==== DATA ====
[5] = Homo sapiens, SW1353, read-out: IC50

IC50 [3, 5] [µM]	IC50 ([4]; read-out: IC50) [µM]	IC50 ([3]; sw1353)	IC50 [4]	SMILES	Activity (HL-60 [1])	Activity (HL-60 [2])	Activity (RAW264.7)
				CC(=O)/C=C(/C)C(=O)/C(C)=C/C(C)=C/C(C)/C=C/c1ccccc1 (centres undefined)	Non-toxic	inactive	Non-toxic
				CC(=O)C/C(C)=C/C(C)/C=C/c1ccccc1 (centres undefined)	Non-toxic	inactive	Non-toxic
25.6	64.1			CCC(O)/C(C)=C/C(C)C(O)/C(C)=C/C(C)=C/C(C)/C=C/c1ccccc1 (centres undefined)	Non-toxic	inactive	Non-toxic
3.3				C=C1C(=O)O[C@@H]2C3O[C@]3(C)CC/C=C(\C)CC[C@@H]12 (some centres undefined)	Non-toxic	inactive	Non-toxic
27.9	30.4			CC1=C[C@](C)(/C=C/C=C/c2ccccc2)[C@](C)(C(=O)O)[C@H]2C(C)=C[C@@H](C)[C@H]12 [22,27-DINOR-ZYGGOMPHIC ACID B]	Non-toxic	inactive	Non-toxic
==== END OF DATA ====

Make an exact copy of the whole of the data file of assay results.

[5] = Homo sapiens, SW1353, read-out: IC50

IC50 [3, 5] [µM]	IC50 ([4]; read-out: IC50) [µM]	IC50 ([3]; sw1353)	IC50 [4]	SMILES	Activity (HL-60 [1])	Activity (HL-60 [2])	Activity (RAW264.7)
				CC(=O)/C=C(/C)C(=O)/C(C)=C/C(C)=C/C(C)/C=C/c1ccccc1 (centres undefined)	Non-toxic	inactive	Non-toxic
				CC(=O)C/C(C)=C/C(C)/C=C/c1ccccc1 (centres undefined)	Non-toxic	inactive	Non-toxic
25.6	64.1			CCC(O)/C(C)=C/C(C)C(O)/C(C)=C/C(C)=C/C(C)/C=C/c1ccccc1 (centres undefined)	Non-toxic	inactive	Non-toxic
3.3				C=C1C(=O)O[C@@H]2C3O[C@]3(C)CC/C=C(\C)CC[C@@H]12 (some centres undefined)	Non-toxic	inactive	Non-toxic
27.9	30.4			CC1=C[C@](C)(/C=C/C=C/c2ccccc2)[C@](C)(C(=O)O)[C@H]2C(C)=C[C@@H](C)[C@H]12 [22,27-DINOR-ZYGGOMPHIC ACID B]	Non-toxic	inactive	Non-toxic